Despite the request of business groups, the Financial Accounting Standards Board has decided not to defer the effective date of its new fair-value rule.
On Wednesday, most board members seemed to feel that a “wholesale” deferral of FAS 157 — which provides a framework for marking value estimates to market rather than historical cost — would overly delay gratification for financial statement users. Investors, after all, largely favor the expanded use of the fair-value method of accounting. A one-year delay wouldn’t necessarily make corporate executives struggling with the standard feel more ready to comply, the board members concluded.
In fact, the board questioned whether companies lack the resources to comply in a timely way, as the preparers of financial statements have claimed. They wondered if instead, managers are simply engaged in a delaying tactic. “I think the goal here is to change the document rather than support it,” said board member G. Michael Crooch of the intent of the comment letters FASB has recently received asking for a delay.
Under the standard, companies will be required to measure fair value based on the exit price of an asset and a hypothetical third party’s (or market participant’s) value placed on that asset. That will force companies to report an asset’s value based on the many possibilities of what could happen to it, rather than what they truly intend to do with the asset.
Indeed, “the standard doesn’t care what you plan to do with the asset,” Mitch Danaher, an Institute of Management Accountants committee member and deputy controller at General Electric, told CFO.com.
While they’re not willing to revisit the board’s decision to use estimated “exit prices” (rather than the price of an asset when a transaction occurred) and a market participant’s (rather than a company’s) view on a value, board members said they’re open to deferring the standard for private companies or smaller public companies.
The question of whether FAS 157 should be deferred was prompted by the request of at least two high-profile associations, the IMA and Financial Executives International, to give companies a one-year break. Both groups believe internal accounting teams, valuation experts, and external auditors need more time to grasp the many aspects of the standard. Particularly hard to determine is how it applies to assets and liabilities that are thinly traded or have no market with which to gauge their value, they say.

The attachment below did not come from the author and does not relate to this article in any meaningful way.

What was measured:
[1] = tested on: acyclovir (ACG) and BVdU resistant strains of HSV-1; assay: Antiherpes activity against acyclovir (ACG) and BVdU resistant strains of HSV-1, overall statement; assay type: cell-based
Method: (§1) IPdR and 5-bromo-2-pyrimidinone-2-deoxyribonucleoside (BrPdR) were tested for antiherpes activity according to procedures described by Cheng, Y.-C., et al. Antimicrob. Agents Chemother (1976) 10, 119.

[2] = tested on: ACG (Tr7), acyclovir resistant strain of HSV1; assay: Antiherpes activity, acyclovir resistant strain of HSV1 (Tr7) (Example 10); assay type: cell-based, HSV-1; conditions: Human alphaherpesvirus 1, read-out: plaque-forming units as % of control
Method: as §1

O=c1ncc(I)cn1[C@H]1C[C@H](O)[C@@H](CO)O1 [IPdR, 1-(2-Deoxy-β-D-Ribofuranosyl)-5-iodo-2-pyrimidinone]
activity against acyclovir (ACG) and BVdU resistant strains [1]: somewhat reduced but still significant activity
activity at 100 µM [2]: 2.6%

The associations worry that estimates based on unobservable, hypothetical market behavior would cause future problems for companies. Because the values will fluctuate and require constant re-estimations, compliance with the standard would likely strain company resources, they contend.
But the final, split vote from the FASB board dictates that companies will have to work through the uncertainties in FAS 157 for the greater good of investors. “This is the most important thing we’ve done as far as investors’ input [we’ve received], and I’d hate to see this delayed,” said board member Leslie Seidman. However, Seidman was one of the three board members who supported the deferral. She said it’s important for the board to balance investors’ input with an assessment of companies’ readiness so that the disclosures would actually provide better information.
The FASB staff, working with the board’s newly formed valuation resource group, plans to come up with guidance on some implementation issues. But the staff said they would not provide answers to every question that arises. The valuation group had its first meeting earlier this month and was unable to address all of its agenda topics that day — another reason cited by FEI for a need to delay the standard.
If FASB had voted for a deferral, the board would have also likely agreed to delay the sister standard, FAS 159, The Fair Value Option for Financial Assets and Liabilities. Both standards go into effect for most companies on November 15.